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  16. Sean

    Sean Senior Member

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    To put it another way, the therapeutic response is basically asymptotic.

    Not to mention minimal, and off a very low baseline.
     
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  17. biophile

    biophile Places I'd rather be.

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    No control rates mentioned for any of these figures, giving the misleading impression that CBT or GET is wholly responsible. In the case of the 60% response rate given for the PACE Trial, the control rate was 45%.

    The NOD source in the quote does not confirm that "these services are equally effective at reducing symptoms, but less effective at improving disability". We are not given control rates (natural course) for the fatigue scores, and disability is not even mentioned at all? Is this the later paper on the NOD data? http://qjmed.oxfordjournals.org/content/early/2013/03/28/qjmed.hct061.full . A follow-up rate of 51% does not sound impressive or reliable.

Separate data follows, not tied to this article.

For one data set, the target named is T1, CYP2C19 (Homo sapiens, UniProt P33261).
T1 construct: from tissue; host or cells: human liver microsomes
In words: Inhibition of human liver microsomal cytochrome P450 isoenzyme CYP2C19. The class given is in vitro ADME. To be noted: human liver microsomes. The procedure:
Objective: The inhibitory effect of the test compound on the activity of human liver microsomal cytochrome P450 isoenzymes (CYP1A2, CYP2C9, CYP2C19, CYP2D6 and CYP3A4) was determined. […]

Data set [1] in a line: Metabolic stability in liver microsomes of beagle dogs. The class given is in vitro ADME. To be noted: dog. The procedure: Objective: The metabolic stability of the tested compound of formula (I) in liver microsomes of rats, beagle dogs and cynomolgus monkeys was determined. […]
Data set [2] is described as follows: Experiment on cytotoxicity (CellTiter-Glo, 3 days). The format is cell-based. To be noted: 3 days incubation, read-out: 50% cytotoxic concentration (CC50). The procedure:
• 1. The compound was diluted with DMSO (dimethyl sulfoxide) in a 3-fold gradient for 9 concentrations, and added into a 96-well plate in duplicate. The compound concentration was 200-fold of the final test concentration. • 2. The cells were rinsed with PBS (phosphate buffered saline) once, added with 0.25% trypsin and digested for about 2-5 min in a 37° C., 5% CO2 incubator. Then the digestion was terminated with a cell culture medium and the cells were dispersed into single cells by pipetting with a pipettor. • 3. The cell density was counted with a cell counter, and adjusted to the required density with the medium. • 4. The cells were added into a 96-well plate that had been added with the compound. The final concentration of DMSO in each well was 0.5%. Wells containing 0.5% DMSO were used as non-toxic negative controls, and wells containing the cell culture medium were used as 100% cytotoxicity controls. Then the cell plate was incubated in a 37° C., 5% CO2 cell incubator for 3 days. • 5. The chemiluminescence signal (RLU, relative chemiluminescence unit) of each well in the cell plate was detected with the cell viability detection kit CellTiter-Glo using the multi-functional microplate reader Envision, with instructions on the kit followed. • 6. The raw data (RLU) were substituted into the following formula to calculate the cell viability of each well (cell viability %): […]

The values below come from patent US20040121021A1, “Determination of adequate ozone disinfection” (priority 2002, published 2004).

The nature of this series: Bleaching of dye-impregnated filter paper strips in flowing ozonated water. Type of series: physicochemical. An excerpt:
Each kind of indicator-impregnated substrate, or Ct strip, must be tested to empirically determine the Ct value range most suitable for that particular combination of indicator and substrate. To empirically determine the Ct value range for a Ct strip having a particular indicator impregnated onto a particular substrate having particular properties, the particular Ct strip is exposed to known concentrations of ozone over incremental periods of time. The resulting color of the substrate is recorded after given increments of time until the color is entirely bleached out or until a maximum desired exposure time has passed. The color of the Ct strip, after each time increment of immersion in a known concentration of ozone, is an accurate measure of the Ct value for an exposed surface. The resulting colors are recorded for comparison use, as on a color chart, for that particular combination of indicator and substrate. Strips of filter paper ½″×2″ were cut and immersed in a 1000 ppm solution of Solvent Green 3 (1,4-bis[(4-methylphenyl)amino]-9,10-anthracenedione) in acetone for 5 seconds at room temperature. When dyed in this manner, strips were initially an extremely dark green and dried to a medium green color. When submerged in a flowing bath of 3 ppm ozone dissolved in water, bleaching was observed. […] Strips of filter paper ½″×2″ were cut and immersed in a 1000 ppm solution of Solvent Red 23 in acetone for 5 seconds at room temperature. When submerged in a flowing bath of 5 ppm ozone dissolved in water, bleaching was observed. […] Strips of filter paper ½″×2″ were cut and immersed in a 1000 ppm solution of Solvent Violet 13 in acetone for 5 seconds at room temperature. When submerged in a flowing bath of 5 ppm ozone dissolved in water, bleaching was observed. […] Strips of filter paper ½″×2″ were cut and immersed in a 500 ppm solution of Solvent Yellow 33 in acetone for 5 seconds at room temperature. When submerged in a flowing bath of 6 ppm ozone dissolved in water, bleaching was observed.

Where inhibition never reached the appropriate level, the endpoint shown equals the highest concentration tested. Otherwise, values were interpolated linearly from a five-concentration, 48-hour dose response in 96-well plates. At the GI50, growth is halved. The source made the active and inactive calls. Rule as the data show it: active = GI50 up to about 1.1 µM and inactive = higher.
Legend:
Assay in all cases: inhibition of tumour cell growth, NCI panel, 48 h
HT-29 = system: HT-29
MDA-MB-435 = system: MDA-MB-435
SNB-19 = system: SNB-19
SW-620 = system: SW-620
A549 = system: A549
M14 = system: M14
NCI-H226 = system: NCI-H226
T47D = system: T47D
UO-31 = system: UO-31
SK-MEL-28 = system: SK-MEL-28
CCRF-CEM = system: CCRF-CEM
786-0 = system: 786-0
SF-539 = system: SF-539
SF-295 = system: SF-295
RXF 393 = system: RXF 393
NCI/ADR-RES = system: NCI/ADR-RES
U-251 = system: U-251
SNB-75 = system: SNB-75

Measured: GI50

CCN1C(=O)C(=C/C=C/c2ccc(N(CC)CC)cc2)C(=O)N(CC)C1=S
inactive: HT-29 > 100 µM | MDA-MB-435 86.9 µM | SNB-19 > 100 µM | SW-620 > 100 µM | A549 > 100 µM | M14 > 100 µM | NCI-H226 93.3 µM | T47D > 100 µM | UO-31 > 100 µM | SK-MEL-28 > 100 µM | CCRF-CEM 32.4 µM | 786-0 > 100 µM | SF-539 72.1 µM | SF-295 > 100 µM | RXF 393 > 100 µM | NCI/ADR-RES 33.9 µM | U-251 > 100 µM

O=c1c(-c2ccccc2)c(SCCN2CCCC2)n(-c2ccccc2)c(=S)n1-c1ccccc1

[ Edit: here is the corrected published version http://www.ncbi.nlm.nih.gov/pmc/articles/PMC3665909/ ]

     
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  18. Dolphin

    Dolphin Senior Member

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    Yes, NOD is even in the title:

    They sometimes use the SF-36 physical functioning subscale, which is reported on, to describe disability.
     
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  19. biophile

    biophile Places I'd rather be.

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    Limited data available suggests "activity management" is more effective than CBT/GET:

    Extract from the (full) 2007 NICE guidelines for CFS/ME:

     
  20. Dolphin

    Dolphin Senior Member

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    "Activity Management" in the NICE guidelines had elements of GET/GAT. It was a "light" or "lite" version of GET/GAT for those who were severely affected, a group for which there wasn't much evidence and so they couldn't recommend GET/GAT directly.

    However, I think if NHS services/clinics say they are using activity management, what they are likely saying is they're not big GET/GAT fans, and concentrate more on pacing.